I read the article, Why Chinese Mothers Are Superior, and thought to myself, wow, I’m half Chinese and even I don’t aspire to become half the mother the author, Amy Chua, describes herself to be. The article hit many, many nerves and the next thing you know, there are almost 7,000 comments and probably just as many rebuttals out there via blog posts and articles.
The people were in an uproar about the regimented life of Chua’s daughter’s and Chua’s assertions that kids with strict Chinese mothers (or anyone who subscribes to a similar philosophy) are far more successful when compared to that of the more permissive Western parents, where kids’ happiness are valued above success (naturally, her view of “success” and that of the Western parents are also separated by a chasm). She doesn’t just claim her methods superior, she unabashedly points out the inferiority of parenting models upheld in the West.
I raised my eyebrows quite a few times as I was reading what she put her girls through (no playdates, sleepovers, TV, computers, grades less than A, etc.), and while I was appalled for the most part, after reading the byline of the article, it made sense to me. No, not her methods, but why this article was on the Wall Street Journal in the first place. It says, “... This essay is excerpted from "Battle Hymn of the Tiger Mother" by Amy Chua, to be published Tuesday...”
Later, I heard an interview with her on NPR and the interviewer explained that even though the book begins with her life with the girls as depicted in the excerpt, it does take on a different turn when she comes to a realization in the end. Now, of course they didn’t divulge completely what it was that she realized (after all, they’re hoping we’ll find out by reading the book) but we can assume that the excerpt was picked because it was the most controversial part of the memoir. It’s the kind of prose that gets under people’s skin, so naturally it began to spread like wildfire – blogs, Twitter, Facebook, etc. - and along with it, the general “can you believe this woman?” opinion.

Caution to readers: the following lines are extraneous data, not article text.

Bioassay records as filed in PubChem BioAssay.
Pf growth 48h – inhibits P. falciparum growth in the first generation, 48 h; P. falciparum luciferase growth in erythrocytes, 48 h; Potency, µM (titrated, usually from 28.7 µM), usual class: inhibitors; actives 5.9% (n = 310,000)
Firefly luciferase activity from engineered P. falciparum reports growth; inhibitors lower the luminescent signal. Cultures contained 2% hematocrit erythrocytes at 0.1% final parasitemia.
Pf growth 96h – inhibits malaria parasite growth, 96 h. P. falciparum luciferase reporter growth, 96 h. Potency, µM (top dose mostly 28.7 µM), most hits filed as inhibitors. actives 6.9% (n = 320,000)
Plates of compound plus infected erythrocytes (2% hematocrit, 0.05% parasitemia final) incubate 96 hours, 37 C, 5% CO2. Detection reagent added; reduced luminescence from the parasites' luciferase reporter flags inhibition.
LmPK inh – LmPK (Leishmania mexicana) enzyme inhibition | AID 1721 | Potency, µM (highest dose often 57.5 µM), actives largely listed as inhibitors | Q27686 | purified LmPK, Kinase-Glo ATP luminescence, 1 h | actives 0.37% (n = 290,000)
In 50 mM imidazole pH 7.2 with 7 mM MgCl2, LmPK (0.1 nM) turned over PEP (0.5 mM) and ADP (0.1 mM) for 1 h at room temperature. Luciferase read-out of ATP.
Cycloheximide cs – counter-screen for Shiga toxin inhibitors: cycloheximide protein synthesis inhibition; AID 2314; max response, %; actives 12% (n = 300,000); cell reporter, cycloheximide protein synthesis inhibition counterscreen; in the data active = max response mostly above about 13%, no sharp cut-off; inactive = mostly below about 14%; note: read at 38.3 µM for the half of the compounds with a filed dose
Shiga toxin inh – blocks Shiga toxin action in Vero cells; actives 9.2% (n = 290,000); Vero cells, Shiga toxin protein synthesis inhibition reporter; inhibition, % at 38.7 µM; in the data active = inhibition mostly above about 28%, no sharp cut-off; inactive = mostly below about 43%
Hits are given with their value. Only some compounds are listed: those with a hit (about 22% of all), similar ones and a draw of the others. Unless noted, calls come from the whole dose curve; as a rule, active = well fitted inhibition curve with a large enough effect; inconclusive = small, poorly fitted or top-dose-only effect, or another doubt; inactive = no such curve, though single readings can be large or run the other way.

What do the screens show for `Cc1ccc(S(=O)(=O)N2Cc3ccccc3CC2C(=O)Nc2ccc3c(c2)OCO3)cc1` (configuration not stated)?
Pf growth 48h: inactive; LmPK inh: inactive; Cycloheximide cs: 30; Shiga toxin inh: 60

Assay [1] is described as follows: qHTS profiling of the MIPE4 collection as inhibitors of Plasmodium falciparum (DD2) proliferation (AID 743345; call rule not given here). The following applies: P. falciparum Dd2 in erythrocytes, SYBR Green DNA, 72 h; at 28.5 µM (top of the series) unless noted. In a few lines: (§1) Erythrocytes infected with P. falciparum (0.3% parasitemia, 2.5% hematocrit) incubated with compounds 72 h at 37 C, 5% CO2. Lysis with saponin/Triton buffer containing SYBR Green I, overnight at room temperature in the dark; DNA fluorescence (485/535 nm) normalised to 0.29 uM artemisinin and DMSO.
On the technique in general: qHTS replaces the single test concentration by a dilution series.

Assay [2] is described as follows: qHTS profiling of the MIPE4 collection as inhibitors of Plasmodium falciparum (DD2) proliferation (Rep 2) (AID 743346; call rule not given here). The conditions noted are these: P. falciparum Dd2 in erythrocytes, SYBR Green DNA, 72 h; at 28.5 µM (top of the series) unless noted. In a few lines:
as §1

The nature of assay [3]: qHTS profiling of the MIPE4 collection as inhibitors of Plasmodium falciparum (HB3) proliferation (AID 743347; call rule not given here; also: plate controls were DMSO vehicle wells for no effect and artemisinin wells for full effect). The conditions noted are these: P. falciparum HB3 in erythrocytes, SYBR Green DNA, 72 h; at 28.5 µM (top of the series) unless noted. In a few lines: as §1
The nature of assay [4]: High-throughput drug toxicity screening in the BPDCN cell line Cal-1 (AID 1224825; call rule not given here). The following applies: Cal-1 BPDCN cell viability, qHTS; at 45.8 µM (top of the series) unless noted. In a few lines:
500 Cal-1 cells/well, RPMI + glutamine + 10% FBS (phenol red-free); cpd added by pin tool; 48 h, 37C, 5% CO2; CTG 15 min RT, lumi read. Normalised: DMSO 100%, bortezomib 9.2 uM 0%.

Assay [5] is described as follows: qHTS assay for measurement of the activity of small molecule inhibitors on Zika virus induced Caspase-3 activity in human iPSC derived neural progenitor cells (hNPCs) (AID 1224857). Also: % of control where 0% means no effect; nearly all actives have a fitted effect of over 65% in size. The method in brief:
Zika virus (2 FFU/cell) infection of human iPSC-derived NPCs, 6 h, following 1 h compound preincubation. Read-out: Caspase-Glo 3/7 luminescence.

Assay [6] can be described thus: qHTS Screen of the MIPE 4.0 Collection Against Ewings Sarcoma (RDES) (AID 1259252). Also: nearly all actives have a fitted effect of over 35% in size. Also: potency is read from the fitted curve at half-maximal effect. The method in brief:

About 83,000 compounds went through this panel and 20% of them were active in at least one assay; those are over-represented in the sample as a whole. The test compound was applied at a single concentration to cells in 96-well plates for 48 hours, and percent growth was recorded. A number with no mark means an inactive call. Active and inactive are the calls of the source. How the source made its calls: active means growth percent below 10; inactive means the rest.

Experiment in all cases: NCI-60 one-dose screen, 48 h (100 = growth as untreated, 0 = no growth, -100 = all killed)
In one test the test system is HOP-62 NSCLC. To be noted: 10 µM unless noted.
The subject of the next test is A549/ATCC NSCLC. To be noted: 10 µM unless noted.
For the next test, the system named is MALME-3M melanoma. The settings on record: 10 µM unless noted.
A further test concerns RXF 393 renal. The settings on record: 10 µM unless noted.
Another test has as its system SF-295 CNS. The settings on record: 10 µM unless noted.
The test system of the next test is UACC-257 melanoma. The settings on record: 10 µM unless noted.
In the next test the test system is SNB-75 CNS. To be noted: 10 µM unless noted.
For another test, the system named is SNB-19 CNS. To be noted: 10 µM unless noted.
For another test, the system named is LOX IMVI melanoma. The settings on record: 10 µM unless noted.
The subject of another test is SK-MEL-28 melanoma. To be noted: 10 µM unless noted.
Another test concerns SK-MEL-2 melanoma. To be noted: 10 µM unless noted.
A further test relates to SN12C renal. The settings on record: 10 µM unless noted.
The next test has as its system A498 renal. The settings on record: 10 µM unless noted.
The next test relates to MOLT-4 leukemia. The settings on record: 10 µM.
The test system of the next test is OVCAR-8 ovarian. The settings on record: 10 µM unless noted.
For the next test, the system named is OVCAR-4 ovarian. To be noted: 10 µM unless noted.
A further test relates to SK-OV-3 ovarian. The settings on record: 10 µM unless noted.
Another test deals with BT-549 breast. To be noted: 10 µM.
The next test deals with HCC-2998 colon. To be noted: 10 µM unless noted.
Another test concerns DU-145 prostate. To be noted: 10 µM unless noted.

At first I thought, man, thank goodness my mother’s Indian. Plus, even though my dad’s Chinese, I’m just not Chinese enough to do this to my own kids, but I also reserved judgment on this woman because I know what being the product of a culture does. Sometimes you tend to perpetuate beliefs and philosophies that you yourself have witnessed or experienced. It’s the “if it ain’t broke, don’t fix it” mindset. I do feel bad for her daughters, but parenting styles are like the snowflake - no one is exactly alike so I really don’t know if what I plan to do with my own children someday will be better or worse for them compared to the choices she made as a parent herself.
However, even though I can’t get behind her methods, I had to give it to her (or her PR manager) that this was a brilliant move. Bad publicity is still publicity. She may be vilified by fellow parents, academicians (she herself is a Yale professor), experts and the media, but as the NPR interviewer said, people are reading and talking about this book in every corner of the country. Sounds like a damn good PR plan to me.
Amy Chua’s on NPR, for crying out loud! And this was all because she chose the part of her memoir that she knew would piss the biggest part of the population - both the Western parents and Chinese mothers who do not share her perspective and who are upset that she has upheld the stereotype that they have worked hard to overcome themselves. As a result, people buy her memoir perhaps in search of her redeeming qualities, a happy ending or just to find further evidence to demonize her. And guess who wins in the end?
She may have to deal with the vitriol that the excerpt left in its wake but she still had her five minutes of fame. The backlash is just a small price to pay, and she can afford it, with all the money in her pocket from the sale of her book. Her parenting skills may leave much to be desired, but her shrewd business mind? Now that I can get behind.
* * *
What did you think about the article when you read it? Are you a Western parent? Do you think her memoir will take a drastic turn at the end that would help her realize her “errors”? Are you planning on reading it? If so, will you tell me how it ends?